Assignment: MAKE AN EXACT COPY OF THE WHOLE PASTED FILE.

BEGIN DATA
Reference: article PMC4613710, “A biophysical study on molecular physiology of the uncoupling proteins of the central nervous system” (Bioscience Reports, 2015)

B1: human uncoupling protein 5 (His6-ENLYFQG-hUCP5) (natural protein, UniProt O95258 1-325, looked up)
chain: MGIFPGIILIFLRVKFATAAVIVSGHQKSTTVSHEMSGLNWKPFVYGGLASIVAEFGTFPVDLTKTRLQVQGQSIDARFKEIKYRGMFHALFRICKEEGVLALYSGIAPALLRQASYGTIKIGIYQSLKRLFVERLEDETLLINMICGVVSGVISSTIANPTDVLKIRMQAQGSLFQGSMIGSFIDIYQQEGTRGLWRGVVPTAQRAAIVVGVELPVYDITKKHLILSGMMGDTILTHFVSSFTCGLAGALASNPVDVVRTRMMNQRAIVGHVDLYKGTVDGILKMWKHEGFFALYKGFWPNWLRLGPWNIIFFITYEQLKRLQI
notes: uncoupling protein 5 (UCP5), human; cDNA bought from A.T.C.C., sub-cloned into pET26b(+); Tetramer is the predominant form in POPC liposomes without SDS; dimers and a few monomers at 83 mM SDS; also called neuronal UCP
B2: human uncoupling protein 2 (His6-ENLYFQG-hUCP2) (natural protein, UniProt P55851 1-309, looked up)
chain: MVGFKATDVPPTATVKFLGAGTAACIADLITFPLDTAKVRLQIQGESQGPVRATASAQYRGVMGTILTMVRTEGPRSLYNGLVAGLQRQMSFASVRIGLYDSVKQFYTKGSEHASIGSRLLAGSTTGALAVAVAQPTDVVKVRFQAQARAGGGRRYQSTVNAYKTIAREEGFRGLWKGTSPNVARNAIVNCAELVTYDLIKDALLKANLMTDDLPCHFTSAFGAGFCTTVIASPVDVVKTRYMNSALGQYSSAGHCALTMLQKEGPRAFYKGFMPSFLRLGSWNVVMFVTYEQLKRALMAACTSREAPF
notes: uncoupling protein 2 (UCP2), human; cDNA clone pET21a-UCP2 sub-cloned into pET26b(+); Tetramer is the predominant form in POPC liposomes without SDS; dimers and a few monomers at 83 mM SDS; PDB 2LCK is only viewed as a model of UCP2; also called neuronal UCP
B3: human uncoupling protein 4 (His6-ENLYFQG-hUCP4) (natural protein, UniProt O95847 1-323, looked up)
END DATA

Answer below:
Reference: article PMC4613710, “A biophysical study on molecular physiology of the uncoupling proteins of the central nervous system” (Bioscience Reports, 2015)

B1: human uncoupling protein 5 (His6-ENLYFQG-hUCP5) (natural protein, UniProt O95258 1-325, looked up)
chain: MGIFPGIILIFLRVKFATAAVIVSGHQKSTTVSHEMSGLNWKPFVYGGLASIVAEFGTFPVDLTKTRLQVQGQSIDARFKEIKYRGMFHALFRICKEEGVLALYSGIAPALLRQASYGTIKIGIYQSLKRLFVERLEDETLLINMICGVVSGVISSTIANPTDVLKIRMQAQGSLFQGSMIGSFIDIYQQEGTRGLWRGVVPTAQRAAIVVGVELPVYDITKKHLILSGMMGDTILTHFVSSFTCGLAGALASNPVDVVRTRMMNQRAIVGHVDLYKGTVDGILKMWKHEGFFALYKGFWPNWLRLGPWNIIFFITYEQLKRLQI
notes: uncoupling protein 5 (UCP5), human; cDNA bought from A.T.C.C., sub-cloned into pET26b(+); Tetramer is the predominant form in POPC liposomes without SDS; dimers and a few monomers at 83 mM SDS; also called neuronal UCP
B2: human uncoupling protein 2 (His6-ENLYFQG-hUCP2) (natural protein, UniProt P55851 1-309, looked up)
chain: MVGFKATDVPPTATVKFLGAGTAACIADLITFPLDTAKVRLQIQGESQGPVRATASAQYRGVMGTILTMVRTEGPRSLYNGLVAGLQRQMSFASVRIGLYDSVKQFYTKGSEHASIGSRLLAGSTTGALAVAVAQPTDVVKVRFQAQARAGGGRRYQSTVNAYKTIAREEGFRGLWKGTSPNVARNAIVNCAELVTYDLIKDALLKANLMTDDLPCHFTSAFGAGFCTTVIASPVDVVKTRYMNSALGQYSSAGHCALTMLQKEGPRAFYKGFMPSFLRLGSWNVVMFVTYEQLKRALMAACTSREAPF
notes: uncoupling protein 2 (UCP2), human; cDNA clone pET21a-UCP2 sub-cloned into pET26b(+); Tetramer is the predominant form in POPC liposomes without SDS; dimers and a few monomers at 83 mM SDS; PDB 2LCK is only viewed as a model of UCP2; also called neuronal UCP
B3: human uncoupling protein 4 (His6-ENLYFQG-hUCP4) (natural protein, UniProt O95847 1-323, looked up)